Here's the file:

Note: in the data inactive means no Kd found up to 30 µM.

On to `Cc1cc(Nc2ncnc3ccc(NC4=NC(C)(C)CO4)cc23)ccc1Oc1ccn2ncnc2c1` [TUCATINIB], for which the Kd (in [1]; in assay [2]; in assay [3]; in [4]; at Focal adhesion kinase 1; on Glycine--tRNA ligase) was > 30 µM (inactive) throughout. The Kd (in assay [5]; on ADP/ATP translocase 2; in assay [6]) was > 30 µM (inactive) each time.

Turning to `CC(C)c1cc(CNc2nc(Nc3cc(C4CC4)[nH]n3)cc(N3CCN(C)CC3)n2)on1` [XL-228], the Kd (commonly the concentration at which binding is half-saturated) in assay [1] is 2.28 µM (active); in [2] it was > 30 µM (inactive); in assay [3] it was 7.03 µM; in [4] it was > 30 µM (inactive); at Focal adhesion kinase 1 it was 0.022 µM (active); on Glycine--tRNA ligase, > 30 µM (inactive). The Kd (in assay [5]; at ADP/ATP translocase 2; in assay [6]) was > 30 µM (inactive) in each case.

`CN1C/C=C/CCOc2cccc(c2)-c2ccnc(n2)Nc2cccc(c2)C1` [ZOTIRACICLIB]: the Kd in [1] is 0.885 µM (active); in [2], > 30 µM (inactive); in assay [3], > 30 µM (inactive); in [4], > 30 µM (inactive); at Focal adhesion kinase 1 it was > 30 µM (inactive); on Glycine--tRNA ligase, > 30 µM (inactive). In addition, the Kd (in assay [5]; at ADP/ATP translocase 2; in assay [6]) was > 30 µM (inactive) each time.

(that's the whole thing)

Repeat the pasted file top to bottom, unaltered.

Note: in the data inactive means no Kd found up to 30 µM.

On to `Cc1cc(Nc2ncnc3ccc(NC4=NC(C)(C)CO4)cc23)ccc1Oc1ccn2ncnc2c1` [TUCATINIB], for which the Kd (in [1]; in assay [2]; in assay [3]; in [4]; at Focal adhesion kinase 1; on Glycine--tRNA ligase) was > 30 µM (inactive) throughout. The Kd (in assay [5]; on ADP/ATP translocase 2; in assay [6]) was > 30 µM (inactive) each time.

Turning to `CC(C)c1cc(CNc2nc(Nc3cc(C4CC4)[nH]n3)cc(N3CCN(C)CC3)n2)on1` [XL-228], the Kd (commonly the concentration at which binding is half-saturated) in assay [1] is 2.28 µM (active); in [2] it was > 30 µM (inactive); in assay [3] it was 7.03 µM; in [4] it was > 30 µM (inactive); at Focal adhesion kinase 1 it was 0.022 µM (active); on Glycine--tRNA ligase, > 30 µM (inactive). The Kd (in assay [5]; at ADP/ATP translocase 2; in assay [6]) was > 30 µM (inactive) in each case.

`CN1C/C=C/CCOc2cccc(c2)-c2ccnc(n2)Nc2cccc(c2)C1` [ZOTIRACICLIB]: the Kd in [1] is 0.885 µM (active); in [2], > 30 µM (inactive); in assay [3], > 30 µM (inactive); in [4], > 30 µM (inactive); at Focal adhesion kinase 1 it was > 30 µM (inactive); on Glycine--tRNA ligase, > 30 µM (inactive). In addition, the Kd (in assay [5]; at ADP/ATP translocase 2; in assay [6]) was > 30 µM (inactive) each time.